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Perugia, Italy

Falcinelli L.,Perugia General Hospital | Bellavita R.,Perugia General Hospital | Rebonato A.,University of Perugia | Chiari R.,Medical Oncology Section | And 3 more authors.
Tumori | Year: 2015

Bronchiolitis obliterans organizing pneumonia (BOOP), also known as cryptogenic organizing pneumonia, has mainly been described in patients with breast cancer who received radiotherapy after breast-conserving surgery. In this rare case, a 70-year-old man with left apical squamous lung cancer developed BOOP after radiotherapy and only one cycle of concomitant chemotherapy. This case report draws attention to the development of this syndrome in the unusual setting of lung cancer, advising prompt steroid treatment when diagnostic images reveal the characteristic signs of the disease. © 2015 INTM, Italy. Published by Wichtig Publishing. Source

Eren O.O.,Medical Oncology Section | Eren O.O.,Yeditepe University | Sonmez O.U.,Medical Oncology Section | Ozkan H.A.,Yeditepe University | Oyan B.,Medical Oncology Section
Journal of B.U.ON. | Year: 2015

Purpose: Total or subtotal gastrectomy are performed as curative or palliative treatment in patients with gastric cancer. Anemia is a frequent complication of gastrectomy. Patients undergoing total or subtotal gastrectomy should be carefully monitored for the development of anemia and be given appropriate treatment when indicated. This survey-based study aimed to determine the level of knowledge about post-gastrectomy anemia in Turkish medical oncologists. Methods: The study included 110 Turkish medical oncologists that agreed voluntarily to participate in the survey and answer an 8-item questionnaire. The survey was distributed as a questionnaire during the 5th Turkish Medical Oncology Congress in March 2014. Results: All participants completed the questionnaire. Most of the participants would not recommend oral iron or cobalamin replacement after gastrectomy. Conclusion: The results of the survey indicate that Turkish medical oncologists have some knowledge about post-gastrectomy anemia, but need to learn more about appropriate follow-up and replacement therapies for post-gastrectomy anemia. Source

Del Giglio A.B.,Hematology and Oncology | Cubero D.D.I.G.,Hematology and Oncology | Lerner T.G.,Hematology and Oncology | Guariento R.T.,Hematology and Oncology | And 9 more authors.
Journal of Dietary Supplements | Year: 2013

Purpose: Paullinia cupana (guaraná) is an Amazonian plant that has been previously shown to be effective in treating chemotherapy-related fatigue (CRF) in patients with breast cancer. We aimed to evaluate the efficacy of a purified dry extract of P. cupana (PC-18) in patients with various solid tumors treated with chemotherapy. Methods: We included 40 patients with solid tumors who showed increases in their Brief Fatigue Inventory (BFI) questionnaire scores after 1 week of systemic chemotherapy. PC-18 was administered at 37.5 mg by mouth two times per day (PO bid), starting after 1 week of chemotherapy, for 3 weeks (induction phase). Patients who had an improvement in or stabilization of their BFI scores were randomized to receive either PC-18 at the same dose or placebo for the following 3 weeks (maintenance phase). Results: After PC-18 treatment, the BFI fatigue scores improved or stabilized in 36 out of the 40 patients (mean BFI score difference = 2.503; 95% confidence interval: 1.716-3.375, p = .0002). Three weeks after randomization (16 patients on PC-18 and 17 on placebo), we observed no significant differences in the BFI, Functional Assessment of Chronic Illness Therapy, Hospital Anxiety and Depression Scale, and Pittsburgh Sleep Quality Index scores between patients randomized to PC-18 versus placebo. Conclusions: We conclude that the PC-18 extract may be effective for the treatment of CRF in patients with a variety of solid tumors. A conditioning effect, which was observed in patients who had a beneficial effect of PC-18 on CRF, may explain the better than expected fatigue scores of the placebo-treated patients. © 2013 Informa Healthcare USA, Inc. Source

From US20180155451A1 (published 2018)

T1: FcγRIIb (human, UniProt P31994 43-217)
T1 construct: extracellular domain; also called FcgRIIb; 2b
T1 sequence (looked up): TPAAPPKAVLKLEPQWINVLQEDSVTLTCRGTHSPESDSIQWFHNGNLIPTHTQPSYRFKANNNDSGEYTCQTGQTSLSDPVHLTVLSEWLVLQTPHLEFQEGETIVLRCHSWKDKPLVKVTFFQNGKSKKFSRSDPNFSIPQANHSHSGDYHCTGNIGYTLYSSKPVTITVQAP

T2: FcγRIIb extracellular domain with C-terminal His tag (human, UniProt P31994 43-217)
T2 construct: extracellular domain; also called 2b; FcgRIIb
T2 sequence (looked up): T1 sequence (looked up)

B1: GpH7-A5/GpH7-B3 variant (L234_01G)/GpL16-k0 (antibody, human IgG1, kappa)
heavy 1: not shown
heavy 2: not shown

Petrioli R.,Medical Oncology Section | Bargagli G.,Medical Oncology Section | Pascucci A.,Medical Oncology Section | Francini E.,Medical Oncology Section | And 4 more authors.
Anti-Cancer Drugs | Year: 2010

The primary objective of this study was to determine the activity and safety profile of biweekly oxaliplatin combined with continuous oral capecitabine in the first-line treatment of metastatic colorectal cancer. A secondary endpoint was to investigate the correlation between thymidylate synthase and thymidine phosphorylase (TP) expression in metastatic tissues and tumor response. Forty-one patients received oral capecitabine 1331 mg/m every day combined with intravenous oxaliplatin 85 mg/m every 2 weeks. The overall response rate was 58.5% [95% confidence interval (CI): 43.3-73.6%], the median progression-free survival 9.4 months (95% CI: 7.7-11.2 months) and the median survival 22.3 months (95% CI: 16.1-27.5 months). There were no grade 4 toxicities, and grade 3 toxicity was also uncommon. High TP expression in metastatic tissue was significantly associated with response to treatment (P=0.019), and also with a trend towards a better median progression-free survival and overall survival compared with patients expressing low TP (P=0.056; P=0.073). This study suggests that biweekly oxaliplatin and continuous oral capecitabine is an active and well-tolerated chemotherapy regimen in the first-line treatment of metastatic colorectal cancer. Moreover, these findings add to a growing body of evidence that patients with high levels of intratumoral TP expression are the ideal candidates for capecitabine-based chemotherapy. © 2010 Wolters Kluwer Health | Lippincott Williams & Wilkins. Source

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